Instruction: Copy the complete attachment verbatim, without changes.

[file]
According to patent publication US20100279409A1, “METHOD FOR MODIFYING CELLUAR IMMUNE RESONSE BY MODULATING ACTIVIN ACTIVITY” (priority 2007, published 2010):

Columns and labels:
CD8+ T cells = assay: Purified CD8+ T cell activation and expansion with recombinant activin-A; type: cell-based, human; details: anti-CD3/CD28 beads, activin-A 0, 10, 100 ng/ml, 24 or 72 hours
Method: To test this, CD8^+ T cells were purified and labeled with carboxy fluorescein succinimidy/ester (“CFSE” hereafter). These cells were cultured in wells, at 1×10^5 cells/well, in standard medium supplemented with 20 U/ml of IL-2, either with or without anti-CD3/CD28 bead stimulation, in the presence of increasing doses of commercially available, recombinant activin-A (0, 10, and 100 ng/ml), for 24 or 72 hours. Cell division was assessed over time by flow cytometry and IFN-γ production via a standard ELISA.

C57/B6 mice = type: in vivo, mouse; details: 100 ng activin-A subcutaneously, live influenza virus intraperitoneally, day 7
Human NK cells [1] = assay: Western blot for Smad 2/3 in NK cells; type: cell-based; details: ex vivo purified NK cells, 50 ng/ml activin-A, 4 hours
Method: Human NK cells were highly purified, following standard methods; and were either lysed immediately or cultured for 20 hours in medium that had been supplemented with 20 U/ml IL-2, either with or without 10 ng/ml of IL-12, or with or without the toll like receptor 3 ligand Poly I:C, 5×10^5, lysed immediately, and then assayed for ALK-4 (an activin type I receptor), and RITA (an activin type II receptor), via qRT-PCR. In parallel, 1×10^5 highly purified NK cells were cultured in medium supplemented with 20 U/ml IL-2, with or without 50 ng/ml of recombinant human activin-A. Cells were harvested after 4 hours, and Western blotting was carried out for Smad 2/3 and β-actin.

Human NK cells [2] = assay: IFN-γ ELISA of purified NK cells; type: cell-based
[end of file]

According to patent publication US20100279409A1, “METHOD FOR MODIFYING CELLUAR IMMUNE RESONSE BY MODULATING ACTIVIN ACTIVITY” (priority 2007, published 2010):

Columns and labels:
CD8+ T cells = assay: Purified CD8+ T cell activation and expansion with recombinant activin-A; type: cell-based, human; details: anti-CD3/CD28 beads, activin-A 0, 10, 100 ng/ml, 24 or 72 hours
Method: To test this, CD8^+ T cells were purified and labeled with carboxy fluorescein succinimidy/ester (“CFSE” hereafter). These cells were cultured in wells, at 1×10^5 cells/well, in standard medium supplemented with 20 U/ml of IL-2, either with or without anti-CD3/CD28 bead stimulation, in the presence of increasing doses of commercially available, recombinant activin-A (0, 10, and 100 ng/ml), for 24 or 72 hours. Cell division was assessed over time by flow cytometry and IFN-γ production via a standard ELISA.

C57/B6 mice = type: in vivo, mouse; details: 100 ng activin-A subcutaneously, live influenza virus intraperitoneally, day 7
Human NK cells [1] = assay: Western blot for Smad 2/3 in NK cells; type: cell-based; details: ex vivo purified NK cells, 50 ng/ml activin-A, 4 hours
Method: Human NK cells were highly purified, following standard methods; and were either lysed immediately or cultured for 20 hours in medium that had been supplemented with 20 U/ml IL-2, either with or without 10 ng/ml of IL-12, or with or without the toll like receptor 3 ligand Poly I:C, 5×10^5, lysed immediately, and then assayed for ALK-4 (an activin type I receptor), and RITA (an activin type II receptor), via qRT-PCR. In parallel, 1×10^5 highly purified NK cells were cultured in medium supplemented with 20 U/ml IL-2, with or without 50 ng/ml of recombinant human activin-A. Cells were harvested after 4 hours, and Western blotting was carried out for Smad 2/3 and β-actin.

Human NK cells [2] = assay: IFN-γ ELISA of purified NK cells; type: cell-based